We can only speculate as to why discrimination decreased for some populations and not for others in the decade between 2005 and 2015 in California, but several possible factors are worth noting. First, the enormous growth of the state’s Latino population, currently at 39%, led to increased political representation at multiple levels of government as noted by the election in 2005 of the first Latino mayor of Los Angeles.26,27 Greater civic and social inclusion may affect perceptions of discrimination in general, including in health care. Second, passage of the Patient Safety and Affordable Care Act in 2010 resulted in a decrease of the uninsured population in California from 19% in 2010 to 7% in 2017, with the greatest insurance gains occurring among Latino individuals.28 Although a recent study by Alcalá and Cook23 found that having Medicaid insurance as opposed to employer-sponsored insurance was associated with perceived discrimination, access to insurance may reduce perceptions of discrimination in health care among the previously uninsured. That said, as we included insurance status in our adjusted model, insurance status alone is unlikely to explain our findings.

    Changes in statewide policies may also partly explain our findings. The Health Care Language Assistance Act,29 which holds health plans accountable for the provision of language services and requires health plans and health insurers to provide their enrollees with interpreter services and translated material and to collect data on race, ethnicity, and language, was passed in 2003 and went into full effect in 2009.30 The Health Care Interpreter Network,31 which provides video and voice interpretation to public hospitals and clinics that serve the California Medicaid population, was developed in 2005.32 Provision of language services can signal even to English-speaking patients that all are welcome. In 2012, the state Office of Health Equity was established and made workforce diversity in California a priority.33 Increased diversity among students and trainees may have influenced the culture of health care. While the policies themselves may not have changed the health care climate, they are markers of increased consciousness regarding health equity and justice.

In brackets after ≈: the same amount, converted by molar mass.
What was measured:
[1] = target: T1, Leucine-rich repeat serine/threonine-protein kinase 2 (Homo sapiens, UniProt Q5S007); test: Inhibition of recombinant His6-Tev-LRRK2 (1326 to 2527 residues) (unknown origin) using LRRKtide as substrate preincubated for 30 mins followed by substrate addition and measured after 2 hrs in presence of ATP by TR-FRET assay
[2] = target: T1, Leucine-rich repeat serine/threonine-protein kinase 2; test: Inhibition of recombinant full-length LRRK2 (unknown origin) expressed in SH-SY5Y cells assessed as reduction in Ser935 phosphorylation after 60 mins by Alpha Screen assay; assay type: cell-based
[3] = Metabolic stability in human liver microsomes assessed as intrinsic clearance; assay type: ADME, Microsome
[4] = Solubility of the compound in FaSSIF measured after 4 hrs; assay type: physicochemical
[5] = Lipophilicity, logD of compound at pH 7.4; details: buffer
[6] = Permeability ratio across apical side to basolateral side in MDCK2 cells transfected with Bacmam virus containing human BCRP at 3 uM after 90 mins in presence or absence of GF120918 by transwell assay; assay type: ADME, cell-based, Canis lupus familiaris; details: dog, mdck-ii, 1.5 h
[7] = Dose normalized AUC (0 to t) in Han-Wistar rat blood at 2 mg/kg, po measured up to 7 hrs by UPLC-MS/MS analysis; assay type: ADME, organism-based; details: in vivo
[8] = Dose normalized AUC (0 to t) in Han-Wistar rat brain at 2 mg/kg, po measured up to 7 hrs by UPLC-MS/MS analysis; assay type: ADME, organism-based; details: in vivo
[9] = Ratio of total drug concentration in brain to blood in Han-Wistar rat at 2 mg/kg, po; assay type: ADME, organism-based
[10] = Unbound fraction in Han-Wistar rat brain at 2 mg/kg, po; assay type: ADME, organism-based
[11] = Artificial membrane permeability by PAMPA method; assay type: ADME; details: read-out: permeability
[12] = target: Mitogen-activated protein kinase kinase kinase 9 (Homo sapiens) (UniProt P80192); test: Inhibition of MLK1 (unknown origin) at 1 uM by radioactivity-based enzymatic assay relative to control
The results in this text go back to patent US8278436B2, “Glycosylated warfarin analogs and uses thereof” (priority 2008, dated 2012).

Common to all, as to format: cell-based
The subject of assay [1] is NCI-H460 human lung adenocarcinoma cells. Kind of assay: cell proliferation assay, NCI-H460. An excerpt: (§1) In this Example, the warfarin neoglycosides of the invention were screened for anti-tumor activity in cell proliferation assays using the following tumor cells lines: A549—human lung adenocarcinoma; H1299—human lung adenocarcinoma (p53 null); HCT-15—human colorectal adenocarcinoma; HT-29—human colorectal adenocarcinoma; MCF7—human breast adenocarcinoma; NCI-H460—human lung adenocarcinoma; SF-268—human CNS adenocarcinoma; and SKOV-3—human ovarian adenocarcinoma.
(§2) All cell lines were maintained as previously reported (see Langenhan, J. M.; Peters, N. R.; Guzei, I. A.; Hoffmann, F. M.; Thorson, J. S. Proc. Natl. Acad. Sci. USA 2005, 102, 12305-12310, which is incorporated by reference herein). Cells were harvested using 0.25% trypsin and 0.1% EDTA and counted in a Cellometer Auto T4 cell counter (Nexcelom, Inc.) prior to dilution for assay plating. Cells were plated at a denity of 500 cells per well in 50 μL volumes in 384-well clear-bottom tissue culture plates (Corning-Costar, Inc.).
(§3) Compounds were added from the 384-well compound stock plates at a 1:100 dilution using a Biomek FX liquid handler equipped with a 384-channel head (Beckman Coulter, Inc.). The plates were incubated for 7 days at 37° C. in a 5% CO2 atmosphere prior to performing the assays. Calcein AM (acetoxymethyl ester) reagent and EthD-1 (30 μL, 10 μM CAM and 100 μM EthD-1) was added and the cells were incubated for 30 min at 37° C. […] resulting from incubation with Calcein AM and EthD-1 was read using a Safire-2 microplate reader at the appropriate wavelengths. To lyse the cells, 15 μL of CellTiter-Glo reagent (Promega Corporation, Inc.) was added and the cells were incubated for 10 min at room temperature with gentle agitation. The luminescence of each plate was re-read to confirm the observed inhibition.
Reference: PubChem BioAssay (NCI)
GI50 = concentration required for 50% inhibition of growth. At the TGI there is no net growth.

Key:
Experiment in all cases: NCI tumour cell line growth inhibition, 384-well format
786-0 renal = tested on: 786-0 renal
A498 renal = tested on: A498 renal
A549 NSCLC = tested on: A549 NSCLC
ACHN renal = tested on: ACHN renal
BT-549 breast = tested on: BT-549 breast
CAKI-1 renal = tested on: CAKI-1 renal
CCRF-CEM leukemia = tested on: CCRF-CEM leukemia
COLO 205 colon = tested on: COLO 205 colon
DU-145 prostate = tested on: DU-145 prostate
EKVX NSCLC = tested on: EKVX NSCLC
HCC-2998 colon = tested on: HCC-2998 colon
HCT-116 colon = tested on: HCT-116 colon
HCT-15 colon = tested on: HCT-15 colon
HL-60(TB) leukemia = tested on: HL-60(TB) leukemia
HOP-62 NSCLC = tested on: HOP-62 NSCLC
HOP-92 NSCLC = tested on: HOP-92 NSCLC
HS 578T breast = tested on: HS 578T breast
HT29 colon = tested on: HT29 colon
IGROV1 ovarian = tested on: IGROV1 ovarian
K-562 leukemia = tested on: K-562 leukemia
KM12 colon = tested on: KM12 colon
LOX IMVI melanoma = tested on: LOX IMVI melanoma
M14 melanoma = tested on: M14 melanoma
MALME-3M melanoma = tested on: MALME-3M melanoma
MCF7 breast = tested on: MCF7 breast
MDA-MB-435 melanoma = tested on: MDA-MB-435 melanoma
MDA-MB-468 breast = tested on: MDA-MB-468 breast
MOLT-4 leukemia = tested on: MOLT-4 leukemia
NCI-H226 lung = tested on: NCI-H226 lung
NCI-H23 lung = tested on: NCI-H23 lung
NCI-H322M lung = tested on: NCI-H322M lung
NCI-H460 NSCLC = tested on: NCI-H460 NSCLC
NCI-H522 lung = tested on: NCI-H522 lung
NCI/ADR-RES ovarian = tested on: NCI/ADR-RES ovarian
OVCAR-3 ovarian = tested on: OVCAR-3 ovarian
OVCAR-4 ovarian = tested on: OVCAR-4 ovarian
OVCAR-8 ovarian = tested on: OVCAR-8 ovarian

Our findings differ from those of Nguyen et al,25 who found national declines in patient-reported discrimination among African American individuals and no change among Latino individuals between 2008 and 2014. Participants in the study by Nguyen and colleagues were patients with chronic disease. Our analysis of participants reporting poorer health was consistent with our overall findings, suggesting that the African American and Latino experiences are different in California than they are nationally.

    Limitations

    There are several limitations to our work. First, our study was limited to California. Demographic characteristics, health care access, and statewide health care initiatives differ substantially in other states. Second, we do not know whether our findings represent a linear trend because surveys between 2005 and 2015 did not include questions on discrimination in health care. In fact, the current political climate, particularly around immigration, may lead to a resurgence of perceived discrimination among immigrants and people with LEP.34

    Conclusions

    Perceptions of discrimination in health care in California decreased significantly overall between 2003 and 2017, a change that was most notable among Latino individuals, immigrants, and LEP individuals. Some of these changes are likely due to explicit statewide efforts to address discrimination, which may serve as a blueprint for other states. Research is needed to understand why these efforts fell short in addressing discrimination against African American individuals. It is critical to continue to examine and address perceptions of discrimination in health care.

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    Article Information

    Accepted for Publication: May 15, 2019.

    Published: July 3, 2019. doi:10.1001/jamanetworkopen.2019.6665

    Open Access: This is an open access article distributed under the terms of the CC-BY License. © 2019 Schulson LB et al. JAMA Network Open.

    Corresponding Author: Lucy B. Schulson, MD, MPH, Section of General Internal Medicine, Boston University School of Medicine, 801 Massachusetts Ave, Second Floor, Boston, MA 02118 (lucy.schulson@bmc.org).

    Author Contributions: Dr Schulson had full access to all of the data in the study and takes responsibility for the integrity of the data and the accuracy of the data analysis.

    Concept and design: All authors.

    Acquisition, analysis, or interpretation of data: All authors.

    Drafting of the manuscript: Schulson, Fernandez.

    Critical revision of the manuscript for important intellectual content: All authors.

    Statistical analysis: Schulson, Xuan.

    Administrative, technical, or material support: Schulson.

    Supervision: Paasche-Orlow, Fernandez.

    Conflict of Interest Disclosures: None reported.

    Funding/Support: This work was supported in part by a National Research Service Award (T32HP10028) (Drs Schulson and Xuan) and a National Institute of Diabetes and Digestive and Kidney Disease K-24 Grant (K24DK102057) (Dr Fernandez).

    Role of the Funder/Sponsor: The funders had no role in the design and conduct of the study; collection, management, analysis, and interpretation of the data; preparation, review, or approval of the manuscript; and decision to submit the manuscript for publication.

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    Sorkin  DH, Ngo-Metzger  Q, De Alba  I.  Racial/ethnic discrimination in health care: impact on perceived quality of care.  J Gen Intern Med. 2010;25(5):390-396. doi:10.1007/s11606-010-1257-5PubMedGoogle ScholarCrossref
    2.
    Abramson  CM, Hashemi  M, Sánchez-Jankowski  M.  Perceived discrimination in U.S. healthcare: charting the effects of key social characteristics within and across racial groups.  Prev Med Rep. 2015;2:615-621. doi:10.1016/j.pmedr.2015.07.006PubMedGoogle ScholarCrossref
    3.
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    5.